Late last year we reopened our doors on limited occupancy to vaccinated guests and alumni. We began a production company, Bowers Hour, filming and recoding programming material focusing on resident work product to maintain the facility and fund house sponsored residencies. We expanded our scope from writing and literature to multidisciplinary and music arts, and started the long term restoration of the several acres and buildings at the facility. We began taking in occasional guest and b&b lodgers, and small event venue rentals to subsidize our expansion and reentry after shutting down during the health crisis.

With ambassadors representing The Georgia Review, poetry and arts organizations, well know author alumni and music figures, and most importantly, The Writers Guild, helmed by Charles Prier for 12 years, we unabashedly solicit new support and ventures from writers/ workshop professionals/ established musicians/ performers with honorariums and often in exchange for exclusive usage of the facility and dining for their personal or professional retreat purposes.

We continue to provide a place for artists to grow and create. Our goal is to keep The Guild running as the crux of the mission we have established in this 100 year old historic family hotel in NE Georgia.



We feature and promote the works of Writers Guild Members whose presence in the house at monthly meetings and readings and events fulfills our mission. We are grateful to them and Guild Director, Charles Prier for his dedication for over a decade.

Linda H. Dye: Linda is a life-long resident of Elberton, Georgia. Linda says, “I have a rich full life. My interests are varied and I am always eager to try something new and exciting, meet a new person, travel to an unfamiliar place. My family and my church have been my focus over the years, but I am a voracious reader, a flower gardener, a three mile a day walker, a watercolor painter, a Fun Club traveler, an OLLI member and, some people say, a good cook. Writing is completely new to me. It is an adventure in progress.”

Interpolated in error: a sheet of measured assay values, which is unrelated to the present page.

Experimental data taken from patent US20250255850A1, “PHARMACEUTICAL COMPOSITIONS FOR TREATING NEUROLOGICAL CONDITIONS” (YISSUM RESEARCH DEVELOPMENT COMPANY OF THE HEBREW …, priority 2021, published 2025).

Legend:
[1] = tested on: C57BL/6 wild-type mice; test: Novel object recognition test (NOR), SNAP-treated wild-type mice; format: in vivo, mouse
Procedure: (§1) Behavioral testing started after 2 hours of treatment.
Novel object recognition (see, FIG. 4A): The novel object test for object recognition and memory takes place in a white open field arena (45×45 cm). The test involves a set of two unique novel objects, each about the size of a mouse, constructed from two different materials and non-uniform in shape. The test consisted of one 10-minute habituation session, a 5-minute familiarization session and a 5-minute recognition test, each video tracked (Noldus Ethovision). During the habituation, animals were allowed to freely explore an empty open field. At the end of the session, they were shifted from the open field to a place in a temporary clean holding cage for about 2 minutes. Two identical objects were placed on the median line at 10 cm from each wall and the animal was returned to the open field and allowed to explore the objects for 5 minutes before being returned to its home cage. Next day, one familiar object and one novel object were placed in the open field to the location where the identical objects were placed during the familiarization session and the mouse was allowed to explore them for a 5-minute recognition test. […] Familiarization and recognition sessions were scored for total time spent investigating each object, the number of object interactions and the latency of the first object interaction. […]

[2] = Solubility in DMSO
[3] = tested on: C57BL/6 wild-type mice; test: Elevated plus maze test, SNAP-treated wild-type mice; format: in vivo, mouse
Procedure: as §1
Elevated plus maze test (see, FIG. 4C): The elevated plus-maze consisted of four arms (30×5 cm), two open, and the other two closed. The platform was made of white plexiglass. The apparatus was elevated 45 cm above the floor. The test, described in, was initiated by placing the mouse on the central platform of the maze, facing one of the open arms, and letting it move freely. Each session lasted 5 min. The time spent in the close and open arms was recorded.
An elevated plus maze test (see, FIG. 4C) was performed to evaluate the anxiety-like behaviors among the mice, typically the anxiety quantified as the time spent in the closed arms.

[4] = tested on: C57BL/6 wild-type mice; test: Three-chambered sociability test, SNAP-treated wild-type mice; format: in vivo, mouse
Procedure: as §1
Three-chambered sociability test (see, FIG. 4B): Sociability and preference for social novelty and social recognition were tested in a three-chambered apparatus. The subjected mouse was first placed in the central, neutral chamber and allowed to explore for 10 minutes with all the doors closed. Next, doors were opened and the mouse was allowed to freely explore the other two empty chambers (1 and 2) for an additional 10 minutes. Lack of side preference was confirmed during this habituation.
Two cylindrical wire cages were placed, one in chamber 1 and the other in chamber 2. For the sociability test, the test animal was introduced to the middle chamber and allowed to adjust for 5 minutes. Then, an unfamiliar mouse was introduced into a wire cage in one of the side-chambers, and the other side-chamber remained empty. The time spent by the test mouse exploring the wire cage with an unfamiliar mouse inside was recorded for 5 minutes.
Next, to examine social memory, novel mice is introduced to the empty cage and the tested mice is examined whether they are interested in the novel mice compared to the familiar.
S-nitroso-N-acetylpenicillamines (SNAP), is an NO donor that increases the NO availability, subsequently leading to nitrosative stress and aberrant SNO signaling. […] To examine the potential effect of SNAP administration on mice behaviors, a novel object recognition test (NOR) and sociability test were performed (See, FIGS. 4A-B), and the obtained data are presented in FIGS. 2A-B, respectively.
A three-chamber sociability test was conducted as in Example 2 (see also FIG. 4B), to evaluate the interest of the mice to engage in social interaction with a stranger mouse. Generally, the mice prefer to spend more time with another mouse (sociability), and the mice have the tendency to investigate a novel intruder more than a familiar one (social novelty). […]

BLURB: Linda H. Dye is a wife, mother, and friend. Living her entire life in a small rural town in Georgia has yielded the opportunity for up close and personal relationships with an assortment of interesting people and situations. Linda writes with the knowledge, experience, and understanding of life well lived. Her keen observations and an active imagination result in stories that evoke a delightful array of smiles, laughter, and nostalgia, with perhaps a speck of melancholy thrown in for good measure. Included in this book are forty-seven fun to read entries so entertaining you are likely to find it difficult to read just one.


Publication Date
Nov 4, 2020
All Rights Reserved – Standard Copyright License
By (author): Linda H. Dye, Edited by: Charles Prier

About Know-It-All Publications

I either wrote, edited, contributed to or assisted in publishing the books presented here. These are Independently published, Print On Demand editions offered for sale through Lulu Press Inc. If you have written or are writing a book, you would like to publish independently, I may be able to help you. You can contact me at:
US Trade (6 x 9 in / 152 x 229 mm)

Sharing Stories of Our Worlds Bowers House Guild Anthology 2016

Sharing Stories of Our Worlds

ByCharles Prier

An Anthology by the Bowers House Writers Guild 2015. This edition features 31 entries consisting of original Short Stories, Essays and Poems of Award Winning quality. All are currently unpublished elsewhere but you may see many of them published again in the future in other publications. A delightful read and a thoughtful gift for a busy friend.